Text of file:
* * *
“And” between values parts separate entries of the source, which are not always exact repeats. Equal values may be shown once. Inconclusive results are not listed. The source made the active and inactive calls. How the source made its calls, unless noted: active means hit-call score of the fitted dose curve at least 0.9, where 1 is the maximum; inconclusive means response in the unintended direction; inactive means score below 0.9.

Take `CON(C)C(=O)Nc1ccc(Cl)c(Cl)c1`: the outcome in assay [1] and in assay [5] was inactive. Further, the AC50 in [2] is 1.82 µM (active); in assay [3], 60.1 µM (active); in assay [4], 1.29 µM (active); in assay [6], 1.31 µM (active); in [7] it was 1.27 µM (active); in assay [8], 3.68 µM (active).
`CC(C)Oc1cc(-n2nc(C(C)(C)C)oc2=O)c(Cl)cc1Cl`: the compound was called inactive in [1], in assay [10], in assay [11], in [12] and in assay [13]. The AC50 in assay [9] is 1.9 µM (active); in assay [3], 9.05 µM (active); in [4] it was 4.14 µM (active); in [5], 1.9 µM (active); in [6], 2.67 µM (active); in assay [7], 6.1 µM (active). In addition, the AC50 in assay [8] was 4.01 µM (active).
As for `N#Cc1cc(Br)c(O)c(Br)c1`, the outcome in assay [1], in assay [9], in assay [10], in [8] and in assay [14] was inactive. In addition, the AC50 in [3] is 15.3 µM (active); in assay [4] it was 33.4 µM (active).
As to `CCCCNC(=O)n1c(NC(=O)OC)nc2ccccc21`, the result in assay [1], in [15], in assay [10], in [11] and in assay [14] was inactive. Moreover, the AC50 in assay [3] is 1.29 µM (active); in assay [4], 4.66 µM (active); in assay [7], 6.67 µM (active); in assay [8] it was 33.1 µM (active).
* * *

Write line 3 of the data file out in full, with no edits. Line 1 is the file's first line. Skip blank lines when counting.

`CC(C)Oc1cc(-n2nc(C(C)(C)C)oc2=O)c(Cl)cc1Cl`: the compound was called inactive in [1], in assay [10], in assay [11], in [12] and in assay [13]. The AC50 in assay [9] is 1.9 µM (active); in assay [3], 9.05 µM (active); in [4] it was 4.14 µM (active); in [5], 1.9 µM (active); in [6], 2.67 µM (active); in assay [7], 6.1 µM (active). In addition, the AC50 in assay [8] was 4.01 µM (active).